Felix Warburg was named for his grandfather, the noted financier and community leader whose family home on New York’s Upper East Side today houses the Jewish Museum. Nicknamed “Peter,” he was born in Vienna, Austria on May 24, 1924 to parents Gerald Felix Warburg and Marian Bab of Vienna. Educated at Middlesex and Harvard, during World War II and the Korean War he twice interrupted his studies to serve as an Army intelligence officer, first 1944-46 in liberated France and occupied Germany, then in 1952-3 at Camp Ritchie (later Camp David), where he taught infiltration and map reading to special forces troops prior to their deployment in Korea. The work of his WW II cohort was profiled for the 2004 documentary film “The Ritchie Boys,” which followed the service of German-speaking Jews in the U.S. Army who interrogated senior Nazi officials. Warburg returned to Vienna in 1945 during his service. Attempting to find any trace of his mother’s community, he later recalled that “the only one who survived the Nazi Holocaust was the doctor who delivered me.”

An undergraduate when he first enlisted, Warburg had been studying to be a geologist. After witnessing the Nazis’ destruction firsthand, he resolved to be a builder. He declined recruitment into the Office of Strategic Services (later the Central Intelligence Agency) and changed his major when he returned to college in Massachusetts in 1947 as a 23-year-old sophomore. He graduated from the College, then earned a degree from Harvard’s School of Architecture. The week in 1953 when he completed his second military tour, Warburg moved cross-country by train with his wife, the late Sandol Milliken Stoddard, and their two infant boys. The family initially lived in a cottage at the Alta Mira Hotel in Sausalito while he designed their first home on the newly constructed Belvedere Lagoon. The home at the end of Peninsula Road looks across the water to Mt. Tamalpais and features clean Bauhaus lines and Frank Lloyd Wright-style geometry.

Active in Marin County Democratic Party campaigns, Warburg was recruited to lead the Planning Commission at a time when the Marin County population was growing tenfold. His efforts to block the Marincello development led to his defeat in the next election. He was later recruited to the firm of his friend Larry Halprin, who had designed the landscaping for the Warburg’s first home in Belvedere. Among the many Halprin projects Warburg aided was the Sea Ranch, the first “green” development of a major residential community on the wild coastlines north of San Francisco Bay.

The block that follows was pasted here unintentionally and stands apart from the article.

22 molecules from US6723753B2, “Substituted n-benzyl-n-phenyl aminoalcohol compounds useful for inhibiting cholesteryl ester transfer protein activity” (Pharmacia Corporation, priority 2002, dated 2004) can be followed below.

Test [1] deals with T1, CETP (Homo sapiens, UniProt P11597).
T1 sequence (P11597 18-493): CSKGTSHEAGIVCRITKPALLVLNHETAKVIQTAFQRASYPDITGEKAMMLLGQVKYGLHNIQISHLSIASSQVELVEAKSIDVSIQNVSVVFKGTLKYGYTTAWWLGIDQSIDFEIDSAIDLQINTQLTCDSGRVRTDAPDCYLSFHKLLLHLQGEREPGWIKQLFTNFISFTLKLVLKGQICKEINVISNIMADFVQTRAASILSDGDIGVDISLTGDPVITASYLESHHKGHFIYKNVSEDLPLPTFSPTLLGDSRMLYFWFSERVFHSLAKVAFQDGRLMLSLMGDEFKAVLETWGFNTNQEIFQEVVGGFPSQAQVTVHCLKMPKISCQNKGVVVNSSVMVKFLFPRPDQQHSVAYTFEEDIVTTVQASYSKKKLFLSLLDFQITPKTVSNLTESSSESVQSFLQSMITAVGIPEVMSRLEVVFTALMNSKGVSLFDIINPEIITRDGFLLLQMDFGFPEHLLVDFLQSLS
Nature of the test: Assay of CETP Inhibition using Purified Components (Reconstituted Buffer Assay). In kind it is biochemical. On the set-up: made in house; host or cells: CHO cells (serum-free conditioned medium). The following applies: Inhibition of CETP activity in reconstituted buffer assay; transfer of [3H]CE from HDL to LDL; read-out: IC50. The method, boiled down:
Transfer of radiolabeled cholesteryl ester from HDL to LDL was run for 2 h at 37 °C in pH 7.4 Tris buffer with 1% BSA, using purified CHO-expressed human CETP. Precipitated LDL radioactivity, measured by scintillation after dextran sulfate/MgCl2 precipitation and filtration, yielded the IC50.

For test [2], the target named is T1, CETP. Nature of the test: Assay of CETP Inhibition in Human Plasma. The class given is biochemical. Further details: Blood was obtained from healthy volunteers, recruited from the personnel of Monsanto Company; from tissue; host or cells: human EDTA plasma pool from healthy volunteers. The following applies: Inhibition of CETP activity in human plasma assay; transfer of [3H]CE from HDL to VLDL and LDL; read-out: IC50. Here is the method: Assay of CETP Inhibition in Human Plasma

His second marriage in 1966 to the late Sue Rayner and move into San Francisco led to his further engagement with the city’s arts community and his interest in Jewish history from the Gold Rush era. Warburg was later appointed to the San Francisco Arts Commission by then-Mayor Dianne Feinstein. One of the projects he championed was the placement of artworks that brighten the long pedestrian concourses at the city-run San Francisco Airport. Warburg retained a lifelong commitment to environmental causes, advocating against the location of a nuclear power plant on the coastline north of Monterey Bay and for such imaginative initiatives as the use of the old Bay Bridge as armature for wind turbines and solar panels.

A polylinguist, Warburg spoke five languages. He insisted that having casual conversations in his native German, or French, “keeps your mind fresh.” A longtime member of Congregation Emanu-El in San Francisco, in his later years Felix greatly enjoyed attending classes at the Fromm Institute at USF, which provided him with many hours of intellectual stimulation. After his move west in 1953, the former Boston Red Sox fan became a devoted San Francisco Giants fan who attended games from Seals Stadium to Candlestick Park to the stadium now known as Oracle Park.

Asked on his 95th birthday how he always remained so cheerful, he noted wryly that “my name means ‘happy’ in Latin … and I got some of the lightness from those interwar years in Vienna, when all seemed light and cheerful.”

Warburg is survived by sons Anthony (Judy) of Sacramento, California; Peter (Melinda) of Eugene, Oregon; Gerald (Joy) of Arlington, Virginia; Jason (Karen) of Seaside, California; and Matthew (Maggie) of Seattle, Washington; sisters Geraldine Zetzel of Lexington, Massachusetts and Jeremy Warburg Russo of Newton, Massachusetts; brother Jonathan Warburg (Stephanie) of Boston, Massachusetts; and 10 grandchildren and 12 great-grandchildren. He was predeceased by his son Joshua in 1960 and his wife Sue in 2014.